Over the coming days there is expectation that President Biden will announce proposals to increase taxes on the wealthiest to fund social spending in the forthcoming ‘American Families Plan’. Biden will propose plans to almost double the capital gains tax rate for rich individuals to 39.6%, which, together with an existing surtax on investment income, means that federal tax rates for investors could be as high as 43.4%. The plan is to boost the capital gains rate to almost 40% for those earning more than $1 million, nearly doubling the current base rate of 20%. In addition, the 3.8% tax on investment income that funds Obamacare would be kept in place.
The president will lay out his full proposals for the American Family Plan next week. However, although some Republicans have shown willingness to negotiate with Biden on his infrastructure agenda, including spending on roads, waterways, and broadband internet, they have vowed to fight his tax plans.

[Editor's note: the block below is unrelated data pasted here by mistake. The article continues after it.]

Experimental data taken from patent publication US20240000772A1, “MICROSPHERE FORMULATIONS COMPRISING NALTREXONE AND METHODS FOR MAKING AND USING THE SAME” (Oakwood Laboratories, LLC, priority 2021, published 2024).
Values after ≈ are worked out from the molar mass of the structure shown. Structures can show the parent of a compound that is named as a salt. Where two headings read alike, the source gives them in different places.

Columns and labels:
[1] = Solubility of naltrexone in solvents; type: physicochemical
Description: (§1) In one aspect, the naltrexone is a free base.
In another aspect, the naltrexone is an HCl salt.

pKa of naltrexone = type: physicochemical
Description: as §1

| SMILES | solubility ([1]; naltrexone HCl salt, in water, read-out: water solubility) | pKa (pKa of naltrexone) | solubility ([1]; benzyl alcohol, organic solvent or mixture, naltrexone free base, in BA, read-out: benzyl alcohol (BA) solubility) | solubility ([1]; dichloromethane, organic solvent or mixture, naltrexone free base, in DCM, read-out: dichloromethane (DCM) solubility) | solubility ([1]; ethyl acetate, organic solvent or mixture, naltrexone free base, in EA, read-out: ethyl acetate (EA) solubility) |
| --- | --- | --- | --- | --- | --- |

If these proposals were to go through, they are still a long way from being rubber stamped, it could have major implications. We have noted before about the K-shaped recovery where governments have to support the ‘have-nots’ for longer whilst knowing such schemes are benefitting those ‘haves’ at the top of the pile. However, whilst supporting those at the bottom of the ladder, which of course is 100% the right thing to do, you must be careful that you don’t squeeze the haves too much. If they turn the spending taps off, it will be bad news for everyone.
Before we go, 16 years ago today the first video—which was of YouTube co founder Jawed Karim's visit to the San Diego Zoo—was uploaded on the YouTube Website; approximately one year later the site had some 100 million videos. Today 300 hours of video are uploaded to YouTube every minute and almost 5 billion videos are watched every single day. The most popular topic that is searched for is, no surprise, music and the most popular tutorial that is searched for is ‘How to kiss’.